In Conversation With Adam Lewenhaupt of C.QP
Over the past five years, Swedish sneaker label C.QP has undoubtedly hit its stride. We sat down with its founder Adam Lewenhaupt to unpack the brand's success and find out what the next five years have in store...
The worlds of finance and sneaker design couldn’t be more disparate, but Adam Lewenhaupt is amply acquainted with both. In 2014, the now 37-year-old Swede launched C.QP, a Stockholm-based sneaker label that he conjured up as a “pure passion project” after a creatively unfulfilling career as a banker that spanned ten years. “I sort of knew throughout that career that it wasn’t the last stop for me, and I knew that I wanted to pursue something entrepreneurial and I wanted to create something on my own,” he tells me, over coffee on a brief visit to London to celebrate C.QP’s five-year anniversary. “I ended up choosing something that I really felt strongly about. I’ve always been a fan of shoes and sneakers in particular and I found at the time when I started doing this that there was a gap in the market for something that was casual as well as a bit elegant or dressed up in a way. I felt that I personally missed a type of product that could fill that niche in the market.” His approach was simple: he would only create sneakers that aligned with his own elegantly refined, understated style. “I have a small rule of thumb that everything we do I need to feel comfortable with and it should be something that myself and the guys in my team are all willing to wear ourselves and that we can stand for,” he says. “We should never do it for what we perceive as being ‘on trend’. We would probably fail because that’s not what we’re good at.” This philosophy translates to sleek and clean minimalist design that, in a market saturated with high-tech, chunky, indiscreetly branded so-called ‘ugly’ sneakers, is quite frankly refreshing. Inevitably, an intrinsic Scandinavian sensibility has something to do with C.QP’s minimalist aesthetic, but Adam maintains that it’s far from just another Scandi brand. “I think there is definitely a minimalist edge to it and I think Scandinavian design tends to be pretty pared down. But for our brand there’s also something else that’s more southern European, a bit more warmth to it. In terms of colourways I think many Scandinavian brands tend to end up being very monochrome - it’s black or it’s white, they’re very careful in terms of colours. As are we but we’re a bit more adventurous.” Narrow lasts, natural colourways - including beige, khaki, faded green and various shades of grey - and luxurious Italian suede and leather characterise C.QP’s Portuguese-made offering, resulting in versatile and timeless staples that have endured since the brand’s conception and will continue to do so over the next five, ten, even twenty years.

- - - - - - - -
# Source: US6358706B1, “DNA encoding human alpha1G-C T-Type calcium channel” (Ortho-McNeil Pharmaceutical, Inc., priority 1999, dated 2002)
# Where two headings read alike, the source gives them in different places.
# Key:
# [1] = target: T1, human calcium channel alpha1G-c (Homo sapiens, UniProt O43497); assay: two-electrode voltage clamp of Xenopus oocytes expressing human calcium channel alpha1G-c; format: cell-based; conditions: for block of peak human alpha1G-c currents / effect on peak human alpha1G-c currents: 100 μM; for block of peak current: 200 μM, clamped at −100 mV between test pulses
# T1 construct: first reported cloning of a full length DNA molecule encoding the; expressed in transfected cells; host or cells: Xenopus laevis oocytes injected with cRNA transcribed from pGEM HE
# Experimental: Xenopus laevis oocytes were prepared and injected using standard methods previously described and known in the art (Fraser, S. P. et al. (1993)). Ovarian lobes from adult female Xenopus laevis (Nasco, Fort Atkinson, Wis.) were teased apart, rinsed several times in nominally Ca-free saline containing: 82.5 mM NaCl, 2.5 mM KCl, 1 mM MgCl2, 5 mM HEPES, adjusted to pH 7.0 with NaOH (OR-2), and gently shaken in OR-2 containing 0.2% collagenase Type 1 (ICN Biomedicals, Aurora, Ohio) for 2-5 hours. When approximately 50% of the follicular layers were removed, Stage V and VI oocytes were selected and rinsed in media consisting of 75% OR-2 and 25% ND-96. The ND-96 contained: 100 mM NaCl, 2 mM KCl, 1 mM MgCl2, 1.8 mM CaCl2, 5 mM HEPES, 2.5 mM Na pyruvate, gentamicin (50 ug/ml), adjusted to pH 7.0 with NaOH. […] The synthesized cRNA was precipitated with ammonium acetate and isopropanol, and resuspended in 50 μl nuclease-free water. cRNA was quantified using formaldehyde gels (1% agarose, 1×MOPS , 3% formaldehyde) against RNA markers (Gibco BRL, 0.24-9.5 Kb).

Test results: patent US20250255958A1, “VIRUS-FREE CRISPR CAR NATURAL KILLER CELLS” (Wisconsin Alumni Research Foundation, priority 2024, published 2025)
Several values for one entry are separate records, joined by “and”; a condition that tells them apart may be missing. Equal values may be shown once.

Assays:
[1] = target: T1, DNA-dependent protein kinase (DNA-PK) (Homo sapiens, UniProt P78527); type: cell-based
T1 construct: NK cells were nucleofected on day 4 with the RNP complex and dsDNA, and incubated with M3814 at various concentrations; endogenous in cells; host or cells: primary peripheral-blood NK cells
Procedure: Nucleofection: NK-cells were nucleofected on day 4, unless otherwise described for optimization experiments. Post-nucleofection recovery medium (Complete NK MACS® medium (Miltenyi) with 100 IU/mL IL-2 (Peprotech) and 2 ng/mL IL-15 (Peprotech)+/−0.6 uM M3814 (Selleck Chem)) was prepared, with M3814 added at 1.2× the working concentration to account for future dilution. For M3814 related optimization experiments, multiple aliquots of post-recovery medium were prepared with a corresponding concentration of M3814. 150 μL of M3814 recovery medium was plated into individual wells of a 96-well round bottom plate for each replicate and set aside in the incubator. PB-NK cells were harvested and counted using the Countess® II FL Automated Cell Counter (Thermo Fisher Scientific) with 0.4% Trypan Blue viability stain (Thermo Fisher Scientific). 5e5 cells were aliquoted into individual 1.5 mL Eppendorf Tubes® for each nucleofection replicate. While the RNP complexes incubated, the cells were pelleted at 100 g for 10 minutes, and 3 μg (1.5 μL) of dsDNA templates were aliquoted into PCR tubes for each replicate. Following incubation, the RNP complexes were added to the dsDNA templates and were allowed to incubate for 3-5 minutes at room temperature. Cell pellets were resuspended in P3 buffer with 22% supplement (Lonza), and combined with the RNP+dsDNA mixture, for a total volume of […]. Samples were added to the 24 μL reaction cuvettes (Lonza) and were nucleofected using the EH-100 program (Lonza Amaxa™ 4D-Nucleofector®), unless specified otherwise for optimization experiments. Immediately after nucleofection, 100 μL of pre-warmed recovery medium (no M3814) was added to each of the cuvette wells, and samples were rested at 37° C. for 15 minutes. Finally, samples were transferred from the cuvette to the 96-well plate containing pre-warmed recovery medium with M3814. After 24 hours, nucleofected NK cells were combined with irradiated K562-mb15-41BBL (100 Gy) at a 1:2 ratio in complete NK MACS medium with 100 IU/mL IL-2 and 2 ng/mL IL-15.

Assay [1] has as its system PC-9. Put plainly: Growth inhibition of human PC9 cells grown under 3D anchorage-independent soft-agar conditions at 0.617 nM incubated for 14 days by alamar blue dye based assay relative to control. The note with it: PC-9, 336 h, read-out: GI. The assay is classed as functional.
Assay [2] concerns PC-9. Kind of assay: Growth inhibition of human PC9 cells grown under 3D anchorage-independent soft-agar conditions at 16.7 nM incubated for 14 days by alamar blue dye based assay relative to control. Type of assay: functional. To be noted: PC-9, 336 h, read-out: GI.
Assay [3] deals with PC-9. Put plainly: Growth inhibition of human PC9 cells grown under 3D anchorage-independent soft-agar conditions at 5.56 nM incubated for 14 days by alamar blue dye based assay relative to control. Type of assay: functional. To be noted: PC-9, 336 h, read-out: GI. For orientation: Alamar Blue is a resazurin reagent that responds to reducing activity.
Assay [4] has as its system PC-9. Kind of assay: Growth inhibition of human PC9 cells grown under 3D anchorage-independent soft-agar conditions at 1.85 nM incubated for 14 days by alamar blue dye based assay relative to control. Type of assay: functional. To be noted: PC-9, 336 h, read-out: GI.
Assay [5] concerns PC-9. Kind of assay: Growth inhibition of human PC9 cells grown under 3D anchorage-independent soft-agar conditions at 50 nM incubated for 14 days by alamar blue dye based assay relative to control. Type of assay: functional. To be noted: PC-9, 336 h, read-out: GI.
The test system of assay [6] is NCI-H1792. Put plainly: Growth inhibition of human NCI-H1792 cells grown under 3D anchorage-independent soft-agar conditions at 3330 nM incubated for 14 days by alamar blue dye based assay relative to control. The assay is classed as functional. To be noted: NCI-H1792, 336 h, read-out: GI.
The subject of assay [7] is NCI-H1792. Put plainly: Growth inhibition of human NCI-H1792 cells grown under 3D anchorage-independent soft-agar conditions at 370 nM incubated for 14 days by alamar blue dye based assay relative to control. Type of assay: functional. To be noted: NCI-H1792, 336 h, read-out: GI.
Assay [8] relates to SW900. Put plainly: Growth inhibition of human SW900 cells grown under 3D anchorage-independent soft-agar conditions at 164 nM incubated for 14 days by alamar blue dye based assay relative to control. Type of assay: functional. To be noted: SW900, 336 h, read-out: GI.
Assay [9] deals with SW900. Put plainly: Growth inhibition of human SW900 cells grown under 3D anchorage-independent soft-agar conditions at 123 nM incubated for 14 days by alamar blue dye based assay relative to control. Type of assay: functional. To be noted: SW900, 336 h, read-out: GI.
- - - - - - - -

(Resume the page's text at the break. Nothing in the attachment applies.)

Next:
In an era gripped by fast fashion and mass production, C.QP’s slow approach is somewhat anomalous. “I think out of the shoes we’ve launched over the past five years, only one or two styles have been discontinued,” says Adam. “The aim when we’re launching something new is for it to have a long life, otherwise we shouldn’t be doing it. But then we always do incremental improvements to the products we do keep.” Despite a relatively short existence, the label has already established a unique identity for itself in the world of footwear, with a discernible aesthetic to its products. “I think we’ve become more confident and more clear in terms of what we are as a brand and what we stand for,” says Adam. “If people saw what we did five years ago when they look at us today, they would recognise it. We’re deliberately not going into other categories, we’re deliberately doing it quite slowly and very carefully... it feels right for us to develop slowly rather than changing everything each season.” As C.QP enters the next half of its first decade, it will inevitably grow and - to some extent - change, but there’s reassurance in the fact that ultimately, it will continue doing what it does best: creating stylish and utterly wearable products that don’t compromise on quality or construction. “I think we’re going to stick to our guns and keep evolving slowly,” says Adam. “Definitely we’ll do more than we do today, we’ll develop and add styles. I still think there are a lot of things we can do within footwear and we’re also open to looking at other categories, but if we end up doing, say leather goods or a bag or something, I want that particular product to be as strong as I feel our footwear products are. That’s a rule, that each and every product we launch should be strong enough to stand on its own. Almost like we could launch a company around that particular product, it should have its own character, it should stand out.” Whilst Adam has no doubt moved on from his days in finance, it’s clear that he maintains the measured, methodological nature of a banker, working through things as they come, ensuring that he never gets ahead of himself. “We shouldn’t just get confident and put our brand on everything because I don’t think it works like that,” he says. “So we will keep developing slowly, keep growing in an orderly fashion.” So far, so good. Here’s to the next five years.